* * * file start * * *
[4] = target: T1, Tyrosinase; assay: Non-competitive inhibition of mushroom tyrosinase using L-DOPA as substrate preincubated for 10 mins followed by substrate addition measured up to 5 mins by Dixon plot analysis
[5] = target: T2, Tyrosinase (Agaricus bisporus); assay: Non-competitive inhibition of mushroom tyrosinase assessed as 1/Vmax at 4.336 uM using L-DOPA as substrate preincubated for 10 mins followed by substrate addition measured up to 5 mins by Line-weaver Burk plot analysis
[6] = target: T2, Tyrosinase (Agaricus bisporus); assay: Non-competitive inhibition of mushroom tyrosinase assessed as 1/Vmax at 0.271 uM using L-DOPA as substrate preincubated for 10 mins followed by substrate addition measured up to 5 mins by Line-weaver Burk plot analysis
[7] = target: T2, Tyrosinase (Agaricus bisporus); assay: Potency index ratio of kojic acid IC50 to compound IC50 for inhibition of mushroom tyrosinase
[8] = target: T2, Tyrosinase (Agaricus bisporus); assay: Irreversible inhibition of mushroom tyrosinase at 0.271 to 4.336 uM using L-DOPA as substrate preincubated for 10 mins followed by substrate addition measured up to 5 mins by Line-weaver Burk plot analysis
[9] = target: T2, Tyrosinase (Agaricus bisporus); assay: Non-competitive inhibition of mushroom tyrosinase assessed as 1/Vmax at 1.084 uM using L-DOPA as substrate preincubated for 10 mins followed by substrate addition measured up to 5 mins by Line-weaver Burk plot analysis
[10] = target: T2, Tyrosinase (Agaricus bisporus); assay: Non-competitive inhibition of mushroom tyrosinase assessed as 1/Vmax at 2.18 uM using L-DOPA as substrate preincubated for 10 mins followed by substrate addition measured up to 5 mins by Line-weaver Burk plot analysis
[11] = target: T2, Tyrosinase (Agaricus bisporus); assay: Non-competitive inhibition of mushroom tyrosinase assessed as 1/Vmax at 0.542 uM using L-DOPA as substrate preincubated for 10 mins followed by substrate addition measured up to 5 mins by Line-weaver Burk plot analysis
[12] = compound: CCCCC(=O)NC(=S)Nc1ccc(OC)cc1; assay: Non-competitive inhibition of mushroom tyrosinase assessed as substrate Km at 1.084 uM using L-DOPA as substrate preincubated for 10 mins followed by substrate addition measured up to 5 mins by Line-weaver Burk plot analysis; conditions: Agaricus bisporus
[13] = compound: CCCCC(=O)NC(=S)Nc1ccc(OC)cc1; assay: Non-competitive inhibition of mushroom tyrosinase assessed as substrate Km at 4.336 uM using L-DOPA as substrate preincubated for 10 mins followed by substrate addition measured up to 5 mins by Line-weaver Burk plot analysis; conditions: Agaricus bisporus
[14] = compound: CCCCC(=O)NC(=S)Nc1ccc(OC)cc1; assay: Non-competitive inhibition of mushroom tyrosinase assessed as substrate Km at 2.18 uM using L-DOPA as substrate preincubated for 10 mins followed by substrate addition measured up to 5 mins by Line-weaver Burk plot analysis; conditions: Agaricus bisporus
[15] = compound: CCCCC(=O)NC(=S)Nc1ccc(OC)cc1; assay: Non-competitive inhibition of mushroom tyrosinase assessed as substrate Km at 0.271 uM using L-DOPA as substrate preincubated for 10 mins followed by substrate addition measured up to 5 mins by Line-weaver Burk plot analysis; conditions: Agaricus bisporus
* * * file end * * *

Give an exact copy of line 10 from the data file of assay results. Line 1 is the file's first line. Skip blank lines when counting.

[13] = compound: CCCCC(=O)NC(=S)Nc1ccc(OC)cc1; assay: Non-competitive inhibition of mushroom tyrosinase assessed as substrate Km at 4.336 uM using L-DOPA as substrate preincubated for 10 mins followed by substrate addition measured up to 5 mins by Line-weaver Burk plot analysis; conditions: Agaricus bisporus